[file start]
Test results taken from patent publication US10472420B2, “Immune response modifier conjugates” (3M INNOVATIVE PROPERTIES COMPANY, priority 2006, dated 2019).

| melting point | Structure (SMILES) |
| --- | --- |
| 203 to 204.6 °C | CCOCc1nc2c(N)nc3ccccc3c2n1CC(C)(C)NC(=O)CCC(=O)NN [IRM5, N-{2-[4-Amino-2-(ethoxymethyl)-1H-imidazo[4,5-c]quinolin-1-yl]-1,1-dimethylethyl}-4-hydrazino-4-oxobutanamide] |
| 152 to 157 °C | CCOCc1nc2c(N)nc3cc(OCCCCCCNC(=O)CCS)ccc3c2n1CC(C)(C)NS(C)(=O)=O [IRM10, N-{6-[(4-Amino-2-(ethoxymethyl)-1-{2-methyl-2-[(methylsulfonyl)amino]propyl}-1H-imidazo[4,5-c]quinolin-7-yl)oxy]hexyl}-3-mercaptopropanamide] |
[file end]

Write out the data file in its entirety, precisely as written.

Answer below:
Test results taken from patent publication US10472420B2, “Immune response modifier conjugates” (3M INNOVATIVE PROPERTIES COMPANY, priority 2006, dated 2019).

| melting point | Structure (SMILES) |
| --- | --- |
| 203 to 204.6 °C | CCOCc1nc2c(N)nc3ccccc3c2n1CC(C)(C)NC(=O)CCC(=O)NN [IRM5, N-{2-[4-Amino-2-(ethoxymethyl)-1H-imidazo[4,5-c]quinolin-1-yl]-1,1-dimethylethyl}-4-hydrazino-4-oxobutanamide] |
| 152 to 157 °C | CCOCc1nc2c(N)nc3cc(OCCCCCCNC(=O)CCS)ccc3c2n1CC(C)(C)NS(C)(=O)=O [IRM10, N-{6-[(4-Amino-2-(ethoxymethyl)-1-{2-methyl-2-[(methylsulfonyl)amino]propyl}-1H-imidazo[4,5-c]quinolin-7-yl)oxy]hexyl}-3-mercaptopropanamide] |